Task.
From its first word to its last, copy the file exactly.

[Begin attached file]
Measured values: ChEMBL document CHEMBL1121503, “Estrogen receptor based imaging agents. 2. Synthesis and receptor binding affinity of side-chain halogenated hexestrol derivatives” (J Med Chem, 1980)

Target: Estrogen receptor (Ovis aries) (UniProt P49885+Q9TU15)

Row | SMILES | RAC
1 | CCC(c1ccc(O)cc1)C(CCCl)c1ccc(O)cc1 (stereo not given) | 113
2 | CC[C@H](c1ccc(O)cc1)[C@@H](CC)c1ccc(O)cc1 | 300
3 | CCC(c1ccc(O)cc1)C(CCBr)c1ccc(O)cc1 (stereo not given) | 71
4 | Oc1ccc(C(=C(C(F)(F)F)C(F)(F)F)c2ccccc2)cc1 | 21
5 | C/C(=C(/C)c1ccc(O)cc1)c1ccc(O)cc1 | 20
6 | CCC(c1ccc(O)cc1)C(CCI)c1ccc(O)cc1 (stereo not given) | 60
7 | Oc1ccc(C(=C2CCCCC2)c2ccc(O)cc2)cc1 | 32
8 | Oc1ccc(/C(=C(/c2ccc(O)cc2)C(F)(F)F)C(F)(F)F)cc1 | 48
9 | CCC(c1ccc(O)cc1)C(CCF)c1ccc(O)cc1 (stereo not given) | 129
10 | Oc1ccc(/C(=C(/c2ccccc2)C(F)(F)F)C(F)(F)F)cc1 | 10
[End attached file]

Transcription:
Measured values: ChEMBL document CHEMBL1121503, “Estrogen receptor based imaging agents. 2. Synthesis and receptor binding affinity of side-chain halogenated hexestrol derivatives” (J Med Chem, 1980)

Target: Estrogen receptor (Ovis aries) (UniProt P49885+Q9TU15)

Row | SMILES | RAC
1 | CCC(c1ccc(O)cc1)C(CCCl)c1ccc(O)cc1 (stereo not given) | 113
2 | CC[C@H](c1ccc(O)cc1)[C@@H](CC)c1ccc(O)cc1 | 300
3 | CCC(c1ccc(O)cc1)C(CCBr)c1ccc(O)cc1 (stereo not given) | 71
4 | Oc1ccc(C(=C(C(F)(F)F)C(F)(F)F)c2ccccc2)cc1 | 21
5 | C/C(=C(/C)c1ccc(O)cc1)c1ccc(O)cc1 | 20
6 | CCC(c1ccc(O)cc1)C(CCI)c1ccc(O)cc1 (stereo not given) | 60
7 | Oc1ccc(C(=C2CCCCC2)c2ccc(O)cc2)cc1 | 32
8 | Oc1ccc(/C(=C(/c2ccc(O)cc2)C(F)(F)F)C(F)(F)F)cc1 | 48
9 | CCC(c1ccc(O)cc1)C(CCF)c1ccc(O)cc1 (stereo not given) | 129
10 | Oc1ccc(/C(=C(/c2ccccc2)C(F)(F)F)C(F)(F)F)cc1 | 10